sags under the weight of facing a brave new world for the
first time. Three years later, a presumably healthy David
Berman has entered the honeymoon stage of sobriety, looks back
on his drug and alcohol addiction through rose-tinted
spectacles (‘Candy Jail’), and steps forward even if his legs
are a bit wobbly yet.

‘Suffering Jukebox’ acts as the most obvious metaphor for
Berman’s well-documented personal tribulations. His
matt-finish baritone croons, “While these seconds turn these
minutes into hours of the day”, and with that comes the
acceptance of a man who may not have completely put to rest
the demons of his “chemical dependencies”, but he’s getting
there. He’s resigned himself to the tendencies of those who’ve
given up their bad habits to innocently contemplate the
world’s adulation, or foolishly anticipate society to follow
their inspired lead (“people in this town don’t want to
know”). ‘Party Barge’ doesn’t allow Berman to trip into this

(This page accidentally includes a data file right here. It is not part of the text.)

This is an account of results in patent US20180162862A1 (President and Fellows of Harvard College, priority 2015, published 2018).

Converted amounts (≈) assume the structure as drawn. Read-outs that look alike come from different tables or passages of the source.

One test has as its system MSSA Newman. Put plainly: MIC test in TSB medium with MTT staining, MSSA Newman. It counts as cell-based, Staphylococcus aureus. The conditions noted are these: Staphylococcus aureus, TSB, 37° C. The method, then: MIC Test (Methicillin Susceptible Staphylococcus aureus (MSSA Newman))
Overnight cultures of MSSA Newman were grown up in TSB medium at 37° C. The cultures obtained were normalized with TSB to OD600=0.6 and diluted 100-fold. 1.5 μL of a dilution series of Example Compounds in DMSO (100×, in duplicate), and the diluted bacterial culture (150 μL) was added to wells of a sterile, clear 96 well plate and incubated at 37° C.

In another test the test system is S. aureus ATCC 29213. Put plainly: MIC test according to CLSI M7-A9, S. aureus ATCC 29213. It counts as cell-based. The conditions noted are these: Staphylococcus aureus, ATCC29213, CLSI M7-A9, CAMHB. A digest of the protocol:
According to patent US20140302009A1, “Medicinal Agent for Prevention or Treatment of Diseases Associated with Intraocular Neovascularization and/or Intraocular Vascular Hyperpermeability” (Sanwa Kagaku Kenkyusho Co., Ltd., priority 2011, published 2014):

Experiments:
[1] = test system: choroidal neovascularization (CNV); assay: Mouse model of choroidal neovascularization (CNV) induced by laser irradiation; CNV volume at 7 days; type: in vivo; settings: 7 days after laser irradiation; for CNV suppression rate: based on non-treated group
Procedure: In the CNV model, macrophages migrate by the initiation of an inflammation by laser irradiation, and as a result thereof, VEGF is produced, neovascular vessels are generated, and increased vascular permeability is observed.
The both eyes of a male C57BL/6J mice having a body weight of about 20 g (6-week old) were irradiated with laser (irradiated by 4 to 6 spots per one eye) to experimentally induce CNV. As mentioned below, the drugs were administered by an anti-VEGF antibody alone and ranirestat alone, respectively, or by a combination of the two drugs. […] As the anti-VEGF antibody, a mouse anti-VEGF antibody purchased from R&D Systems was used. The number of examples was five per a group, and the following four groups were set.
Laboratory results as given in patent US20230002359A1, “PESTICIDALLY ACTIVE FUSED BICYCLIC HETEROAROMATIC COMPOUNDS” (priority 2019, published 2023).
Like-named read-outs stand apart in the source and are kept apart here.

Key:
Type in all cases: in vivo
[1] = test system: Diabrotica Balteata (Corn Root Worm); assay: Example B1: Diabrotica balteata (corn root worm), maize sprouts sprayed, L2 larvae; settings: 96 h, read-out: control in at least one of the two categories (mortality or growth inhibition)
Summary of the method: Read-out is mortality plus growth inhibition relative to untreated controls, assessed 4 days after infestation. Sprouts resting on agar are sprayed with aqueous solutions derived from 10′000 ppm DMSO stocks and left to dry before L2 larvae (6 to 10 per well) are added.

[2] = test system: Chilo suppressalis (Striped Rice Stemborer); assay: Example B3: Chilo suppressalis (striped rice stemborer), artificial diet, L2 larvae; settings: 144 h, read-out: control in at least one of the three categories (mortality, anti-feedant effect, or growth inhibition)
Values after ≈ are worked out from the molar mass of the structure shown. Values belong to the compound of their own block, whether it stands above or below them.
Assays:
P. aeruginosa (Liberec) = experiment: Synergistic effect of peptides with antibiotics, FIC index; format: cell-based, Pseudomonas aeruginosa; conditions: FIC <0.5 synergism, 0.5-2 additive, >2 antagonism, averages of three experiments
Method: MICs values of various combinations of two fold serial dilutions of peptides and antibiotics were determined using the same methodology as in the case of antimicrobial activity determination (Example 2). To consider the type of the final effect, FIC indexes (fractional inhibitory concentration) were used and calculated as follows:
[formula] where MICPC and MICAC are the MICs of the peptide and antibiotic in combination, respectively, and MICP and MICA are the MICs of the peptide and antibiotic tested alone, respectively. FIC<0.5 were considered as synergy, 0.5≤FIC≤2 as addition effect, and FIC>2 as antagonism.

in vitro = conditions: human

malaise without a sense of humour. Wife Cassie chimes-in for
the “Send us your coordinates / I’ll send a Saint Bernard”
punch-line, a saving grace device which has probably kept the
poor man from going over the edge. Nobody mixes mockery and
mayhem in quite the same way.

Silver Jews’ latest collection of songs is more fully fleshed
out than at any time in D.C. Berman’s storied past. This
unexpected attention for detail has its trade-offs: ‘94’s
Starlite Walker may very well have been the best jam session
of half-formed ideas ever put to tape. In those days,
conventional wisdom was the Joos were little more than an
outlet for the Pavement boys and their agoraphobic college
buddy to mess around in the basement. Today, there’s a good
many people who’d reverse the emphasis. Lookout Mountain,
Lookout Sea swings the pendulum away from the Stephen
Malkmus-infused indie rock of Tanglewood Numbers back to the
alt-country favoured flair of ‘98’s American Water and Bright
Flight of three years later.

If it’s not quite right to say this is a return to form after
one less-than-stellar effort, Lookout Mountain, Lookout Sea is
a lot more fun for hearing Berman returning to his comfort
zone. The pure dynamics of a countrified Silver Jews serves to